When it comes to social media sites on the Internet, Pinterest is often mentioned as one of the top. When it started, it quickly caught the public’s attention, because people love to create their own bulletin boards of things they enjoy. With Pinterest everything is visual, and it’s easy to share your pinboards with others and view as many pinboards as you like.
But as with many other social media sites, Pinterest has some risks. Yes, it’s addicting to sit and pin images all day long, but that’s not the risk I’m talking about. So what is risky about using Pinterest? First of all, you could end up copying someone’s copyrighted image, which could result in legal troubles. I’m not trying to scare you away, but be aware that using an image that doesn’t belong to you can end up costing you a lot of bucks.
Let’s say you saw an image you liked, copied it and then pinned it on one of your pinboards. The only problem is that the image may belong to one of the photo image licensing firms like Getty Images. If it does, you’ll end up getting a demand letter for $1,000 – $2,000 – for using one of their photos without paying a licensing fee. And if you think you can get away with using only one or two, think again. Many firms use software that searches the web looking for images that were used without permission. If you pin on Pinterest, use only images you took yourself!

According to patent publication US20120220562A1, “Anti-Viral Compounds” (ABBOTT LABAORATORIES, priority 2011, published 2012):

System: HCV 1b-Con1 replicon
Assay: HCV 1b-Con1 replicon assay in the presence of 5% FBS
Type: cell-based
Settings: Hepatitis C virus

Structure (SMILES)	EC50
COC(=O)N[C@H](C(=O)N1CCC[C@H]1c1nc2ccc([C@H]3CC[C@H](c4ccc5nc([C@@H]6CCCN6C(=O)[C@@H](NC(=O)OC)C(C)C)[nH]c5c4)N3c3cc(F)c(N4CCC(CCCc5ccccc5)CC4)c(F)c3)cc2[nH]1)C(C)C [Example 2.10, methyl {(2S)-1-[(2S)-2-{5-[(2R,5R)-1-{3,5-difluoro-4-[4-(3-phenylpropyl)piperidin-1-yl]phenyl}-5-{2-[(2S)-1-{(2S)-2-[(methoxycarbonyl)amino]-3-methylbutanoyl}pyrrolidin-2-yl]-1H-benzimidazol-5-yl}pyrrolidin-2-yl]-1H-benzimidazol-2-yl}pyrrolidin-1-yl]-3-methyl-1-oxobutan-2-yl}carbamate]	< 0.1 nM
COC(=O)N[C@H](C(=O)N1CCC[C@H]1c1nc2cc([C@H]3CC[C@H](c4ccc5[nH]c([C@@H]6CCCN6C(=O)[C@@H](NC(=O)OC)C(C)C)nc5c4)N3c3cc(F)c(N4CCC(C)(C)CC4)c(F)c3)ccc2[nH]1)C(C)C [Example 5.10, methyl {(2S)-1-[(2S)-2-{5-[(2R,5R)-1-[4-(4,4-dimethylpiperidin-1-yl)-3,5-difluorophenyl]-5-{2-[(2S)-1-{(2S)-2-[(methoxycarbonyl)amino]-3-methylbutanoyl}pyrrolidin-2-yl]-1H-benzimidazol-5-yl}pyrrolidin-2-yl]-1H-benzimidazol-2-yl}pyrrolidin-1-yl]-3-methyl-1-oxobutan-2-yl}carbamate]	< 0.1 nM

So what are the privacy risks of using Pinterest? After all, you’re just showing people images of what you like. Well, the problem is that whatever you pin – can be seen by everyone in the world. Everyone. So if you decide to pin some lovely images of you in some lacy underwear, your privacy and reputation are at risk.
The bottom line: never pin a photo or image that you wouldn’t mind showing to your parents, boss, friends or kids. You may feel comfortable showing an image to some close friends, but you definitely wouldn’t want your boss to see that image of you in that lacy underwear.
With regard to your privacy, it’s not only visual. Pinterest lets you add comments to your pins, and the same rules apply. Never put a comment on your pinboards that you wouldn’t mind letting your kids, boss or anyone else read. You might have been kidding around with your comments, but if in fact someone takes it the wrong way, you’re asking for trouble.
Another issue is that if you’re on vacation and away from home and you put that information on Pinterest, everyone will know you’re not home. So never put that on a Pinterest board. If you happen to be in an exotic location, save the images to pin later, when you’re back home again.
Finally, if you have kids and they’re into pinning as well, share this information with them. Make them understand that once you add an image or comment to a pinboard, the entire universe will see what they pinned. It’s just good parenting to let kids know the risks of sharing things on social media.